• Journey To America by Sonia Levitin
  • The Summer Before from the Babysitter’s Club series by Ann M. Martin
  • To Build A Land by Sally Watson
  • Hinterland by Caroline Brothers
  • X Marks the Spot by Joan de Hamel
  • Between Shades of Gray by Ruta Sepetys
  • Le Belle Sauvage by Phillip Pullman
  • The Golden Compass by Phillip Pullman
  • Missing May by Cynthia Rylant
  • All The Children Were Sent Away by Sheila Garrigue
  • Listening for Lions by Gloria Whelan
  • Cartwheeling in Thunderstorms by Katherine Rundell
  • Laugh With The Moon by Shauna Burg
  • Rocky Road by Rose Kent
  • The Journal of Ben Uchida: Citizen 13559 Mirror Lake Internment Camp by Barry Dunenberg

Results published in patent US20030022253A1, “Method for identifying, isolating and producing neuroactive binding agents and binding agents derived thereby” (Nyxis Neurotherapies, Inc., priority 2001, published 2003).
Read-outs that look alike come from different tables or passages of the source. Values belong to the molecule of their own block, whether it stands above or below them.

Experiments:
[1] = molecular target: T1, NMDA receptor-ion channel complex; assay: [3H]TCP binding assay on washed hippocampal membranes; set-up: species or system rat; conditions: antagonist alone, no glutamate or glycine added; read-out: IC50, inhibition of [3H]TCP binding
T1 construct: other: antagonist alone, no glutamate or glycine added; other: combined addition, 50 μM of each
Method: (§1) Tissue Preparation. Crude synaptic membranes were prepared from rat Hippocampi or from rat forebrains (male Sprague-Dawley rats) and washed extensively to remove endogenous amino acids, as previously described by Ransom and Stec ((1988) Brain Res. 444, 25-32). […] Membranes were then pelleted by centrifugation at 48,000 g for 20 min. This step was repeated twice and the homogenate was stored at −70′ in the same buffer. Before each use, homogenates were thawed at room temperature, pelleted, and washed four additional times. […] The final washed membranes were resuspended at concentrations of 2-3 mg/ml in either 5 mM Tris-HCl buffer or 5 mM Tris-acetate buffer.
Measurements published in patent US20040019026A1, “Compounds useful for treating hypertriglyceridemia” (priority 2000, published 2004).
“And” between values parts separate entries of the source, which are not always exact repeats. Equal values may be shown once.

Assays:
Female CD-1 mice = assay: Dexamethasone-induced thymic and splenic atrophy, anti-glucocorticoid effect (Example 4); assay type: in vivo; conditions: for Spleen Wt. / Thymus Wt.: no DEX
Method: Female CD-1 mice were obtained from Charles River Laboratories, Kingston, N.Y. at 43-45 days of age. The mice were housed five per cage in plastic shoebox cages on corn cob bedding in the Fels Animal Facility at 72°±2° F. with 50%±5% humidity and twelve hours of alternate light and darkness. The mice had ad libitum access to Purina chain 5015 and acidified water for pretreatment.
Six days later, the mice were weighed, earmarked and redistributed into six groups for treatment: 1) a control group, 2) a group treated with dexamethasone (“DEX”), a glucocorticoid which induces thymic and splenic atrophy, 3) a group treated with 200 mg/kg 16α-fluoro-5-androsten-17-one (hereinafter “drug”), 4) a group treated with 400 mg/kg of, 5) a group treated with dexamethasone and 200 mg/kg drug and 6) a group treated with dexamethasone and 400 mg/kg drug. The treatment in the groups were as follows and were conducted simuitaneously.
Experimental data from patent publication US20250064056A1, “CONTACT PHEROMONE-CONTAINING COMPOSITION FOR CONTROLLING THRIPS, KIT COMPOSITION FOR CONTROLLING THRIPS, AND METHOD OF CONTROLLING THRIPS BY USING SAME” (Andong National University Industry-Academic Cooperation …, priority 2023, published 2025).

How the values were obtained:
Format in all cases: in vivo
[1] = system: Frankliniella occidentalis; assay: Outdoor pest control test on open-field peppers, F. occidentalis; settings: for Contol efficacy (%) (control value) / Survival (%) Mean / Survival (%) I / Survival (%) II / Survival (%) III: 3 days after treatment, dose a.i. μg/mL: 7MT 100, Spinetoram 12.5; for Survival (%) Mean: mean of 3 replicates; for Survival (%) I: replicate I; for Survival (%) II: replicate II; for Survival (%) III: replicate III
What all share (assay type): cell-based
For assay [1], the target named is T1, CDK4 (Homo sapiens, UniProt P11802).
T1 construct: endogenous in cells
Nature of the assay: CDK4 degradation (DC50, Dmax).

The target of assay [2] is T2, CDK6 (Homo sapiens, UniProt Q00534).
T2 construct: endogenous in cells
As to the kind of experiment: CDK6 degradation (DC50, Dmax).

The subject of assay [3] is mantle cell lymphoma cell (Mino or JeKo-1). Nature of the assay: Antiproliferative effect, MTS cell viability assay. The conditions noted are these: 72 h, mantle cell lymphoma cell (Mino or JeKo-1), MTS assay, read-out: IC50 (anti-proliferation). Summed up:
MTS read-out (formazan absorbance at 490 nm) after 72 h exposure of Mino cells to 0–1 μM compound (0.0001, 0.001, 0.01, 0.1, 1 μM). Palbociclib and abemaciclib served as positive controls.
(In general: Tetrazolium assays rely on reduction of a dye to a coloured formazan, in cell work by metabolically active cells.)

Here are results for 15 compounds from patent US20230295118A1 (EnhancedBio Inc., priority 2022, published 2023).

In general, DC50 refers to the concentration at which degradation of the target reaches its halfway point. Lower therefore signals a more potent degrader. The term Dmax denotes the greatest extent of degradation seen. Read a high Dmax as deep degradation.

• Whatever Happened To Janie? by Caroline B. Cooney
  • The War Within: A Novel of the Civil War by Carol Matas
  • Nell Dunne: Ellis Island, 1904 by Kathleen Duey
  • A Boy of Heart Mountain by Barbara Bazaldua
  • Sarah & Katie by Dori White
  • Changes for Kirsten: A Winter Story from the American Girls series by Janet Beeler Shaw
  • Seaglass Summer by Anjali Banerjee
  • Gemma by Noel Streafield
  • Miss Cathy Leonard by Catherine Woolley
  • Ginnie and Geneva by Catherine Woolley
  • Dancing Through The Snow by Jean Little
  • Orphan At My Door: The Home Chld Diary of Victoria Cope by Jean Little
  • Aniela Kaminski’s Story: A Voyage from Poland During World War 2 by Clare Pastore
  • Fiona McGilray’s Story: A Voyage from Ireland in 1849 by Clare Pastore
  • Grandpa’s Mountain by Carolyn Reeder
  • Anne of Green Gables by L.M. Montgomery
  • Before Green Gables by Budge Wilson
  • Journey Home by Yoshiko Uchida
  • Listening for Leroy by Betsy Hearne
  • Tumbleweed Skies by Valerie Sherrard
  • Indian Summer by Barbara Girion
  • The Lion, The Witch and the Wardrobe by C.S. Lewis
  • Mallory on the Move by Laurie B. Friedman
  • Anya’s War by Andrea Alban Gosline